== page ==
Blaze displaces three Frisco families
FRISCO – Forty-two firefighters spent the early-morning hours Monday fighting a two-alarm fire that damaged a triplex and two vehicles on Alpine Drive in Frisco.
Lake Dillon Fire-Rescue assistant fire chief Jeff Berino was first on the scene, four minutes after receiving the call at 1:55 a.m. He said preliminary findings indicate the fire started in a Subaru Forester parked in front of the unit.
“The vehicle was parked under a combustible porch/overhang,” Berino said. “Everything was wood. The vehicle caught on fire, and there was plenty of fuel and just enough wind to fan it. When I got there, the thing was really taking off.”
Berino then sent out a second alarm, requesting help from the surrounding fire districts. Each department – Snake River, Copper Mountain, and Red, White and Blue – sent firefighters.
It took 42 firefighters about two hours to contain the fast-moving fire, and another two to extinguish it, Berino said.
“The fire spread really quickly,” Berino said. “We were also worried that it was going to spread to some of the nearby trees. It spread to the grass in some places.”
Had the wind been stronger, Berino said it’s likely the fire would have involved trees and additional homes. Embers from the fire were found as far as four houses away, he added.
Although four of the occupants went to Summit Medical Center for treatment of smoke inhalation, none of the occupants were injured.
Don and Jane Peterson, owners of Summit Gold in Frisco, have owned their home – the central unit of the triplex – for 12 years.
Don Peterson said his wife woke him at the same time he heard the fire alarm. He said he thought maybe the stove had caught fire, so he ran upstairs to the kitchen.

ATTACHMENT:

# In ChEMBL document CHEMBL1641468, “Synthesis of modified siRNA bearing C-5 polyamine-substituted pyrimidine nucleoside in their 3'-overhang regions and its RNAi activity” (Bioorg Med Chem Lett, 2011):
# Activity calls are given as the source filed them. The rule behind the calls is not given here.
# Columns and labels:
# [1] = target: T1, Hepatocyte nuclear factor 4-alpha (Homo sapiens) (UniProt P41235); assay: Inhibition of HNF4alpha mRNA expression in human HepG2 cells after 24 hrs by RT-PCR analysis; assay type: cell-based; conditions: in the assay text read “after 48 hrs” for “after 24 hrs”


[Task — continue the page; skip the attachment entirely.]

“I looked around the corner and the whole front of the place was on fire,” Peterson said. “I hollered at Jane to call 9-1-1, but the phone was out already.”
Peterson’s front door exits next to the garage, which was on fire.
“We opened the garage door, not knowing it was on fire,” Peterson said, explaining that smoke poured into their home as they did. “We both dropped to the floor and crawled to the back window.”
Peterson said he fumbled in the closet for some sweats but “it was getting so bad that I went out the window buck naked.” He laughed, joking he probably scared away his rescuers.
Despite being awakened by a fire that made their homes uninhabitable – and which fire officials estimate caused $750,000 in damage – Peterson and his neighbors, Scott and Jan Thomas, kept things in perspective.
Although the fire gutted the main living area of the Peterson’s home, their garage and one of their cars, it did not reach the bedrooms, and Don Peterson said he was able to retrieve his hearing aid, his wallet and his computer. None were damaged.
“These are just things,” Peterson said of the items lost in the fire. A heart patient who has had open-heart surgery and five bypasses, Peterson said little fazes him anymore.
“We just feel very fortunate,” he said. Firefighters found their cat safe in their closet.
None of the occupants’ pets perished in the fire.
“Women, children, and hamsters first – and then the husband,” Scott Thomas said, and laughed.
Scott Thomas said he was falling asleep to the sound of the television when the fire started next door. He said he heard popping noises and thought it was people coming home from the bars, playing with fireworks. It wasn’t until he saw flickering light out the front window that he got up to look.
His son, Collin, 10 was asleep on the porch. Thomas said he grabbed his son, and then woke up his wife, Jan, and their daughter, Lauren, 8.
“Someone was at the back window (saying) “Come on! This way!'” Jan Thomas said.
Like the Petersons, the Thomas family – and their hamster, Casey – escaped out the back window. They said they didn’t know who helped them out, but they are grateful for their rescuers.
Scott Thomas said the family has been overwhelmed by the support they’ve received.
“I think we had 20 offers for a place to stay,” he said late Monday morning.
All three homes in the triplex were damaged by the fire – the Peterson’s and the Thomas’ most extensively – and are uninhabitable.
“One may be able to be reoccupied with some minor repairs,” Berino said.
He added that smoke detectors alerted each of the families – to which he credits their safe escape.
“The smoke detectors saved lives,” Berino said. He added he was pleased with the cooperative efforts of the county’s four fire departments, which allowed them to squelch the fire before it spread to neighboring houses.
Lu Snyder can be reached at 970-668-3998 x203 or firstname.lastname@example.org
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